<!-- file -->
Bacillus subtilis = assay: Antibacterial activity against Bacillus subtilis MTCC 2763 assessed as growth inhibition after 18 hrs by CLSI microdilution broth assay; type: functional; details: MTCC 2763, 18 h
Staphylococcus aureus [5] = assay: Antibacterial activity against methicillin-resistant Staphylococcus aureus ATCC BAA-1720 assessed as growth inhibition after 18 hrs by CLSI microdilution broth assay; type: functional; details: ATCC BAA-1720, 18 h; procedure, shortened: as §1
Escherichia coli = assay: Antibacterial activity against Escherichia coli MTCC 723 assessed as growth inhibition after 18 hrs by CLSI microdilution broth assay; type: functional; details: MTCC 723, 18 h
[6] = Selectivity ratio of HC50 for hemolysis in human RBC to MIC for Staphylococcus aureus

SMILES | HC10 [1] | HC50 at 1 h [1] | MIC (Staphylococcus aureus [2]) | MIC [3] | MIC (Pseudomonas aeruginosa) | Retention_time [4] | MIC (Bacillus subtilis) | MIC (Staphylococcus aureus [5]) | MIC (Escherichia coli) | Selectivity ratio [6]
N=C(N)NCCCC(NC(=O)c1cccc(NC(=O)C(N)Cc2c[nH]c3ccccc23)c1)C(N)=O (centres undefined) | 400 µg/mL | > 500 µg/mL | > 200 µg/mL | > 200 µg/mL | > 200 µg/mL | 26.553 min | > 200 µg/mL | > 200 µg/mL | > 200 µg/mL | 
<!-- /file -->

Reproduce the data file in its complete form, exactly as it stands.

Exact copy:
Bacillus subtilis = assay: Antibacterial activity against Bacillus subtilis MTCC 2763 assessed as growth inhibition after 18 hrs by CLSI microdilution broth assay; type: functional; details: MTCC 2763, 18 h
Staphylococcus aureus [5] = assay: Antibacterial activity against methicillin-resistant Staphylococcus aureus ATCC BAA-1720 assessed as growth inhibition after 18 hrs by CLSI microdilution broth assay; type: functional; details: ATCC BAA-1720, 18 h; procedure, shortened: as §1
Escherichia coli = assay: Antibacterial activity against Escherichia coli MTCC 723 assessed as growth inhibition after 18 hrs by CLSI microdilution broth assay; type: functional; details: MTCC 723, 18 h
[6] = Selectivity ratio of HC50 for hemolysis in human RBC to MIC for Staphylococcus aureus

SMILES | HC10 [1] | HC50 at 1 h [1] | MIC (Staphylococcus aureus [2]) | MIC [3] | MIC (Pseudomonas aeruginosa) | Retention_time [4] | MIC (Bacillus subtilis) | MIC (Staphylococcus aureus [5]) | MIC (Escherichia coli) | Selectivity ratio [6]
N=C(N)NCCCC(NC(=O)c1cccc(NC(=O)C(N)Cc2c[nH]c3ccccc23)c1)C(N)=O (centres undefined) | 400 µg/mL | > 500 µg/mL | > 200 µg/mL | > 200 µg/mL | > 200 µg/mL | 26.553 min | > 200 µg/mL | > 200 µg/mL | > 200 µg/mL | 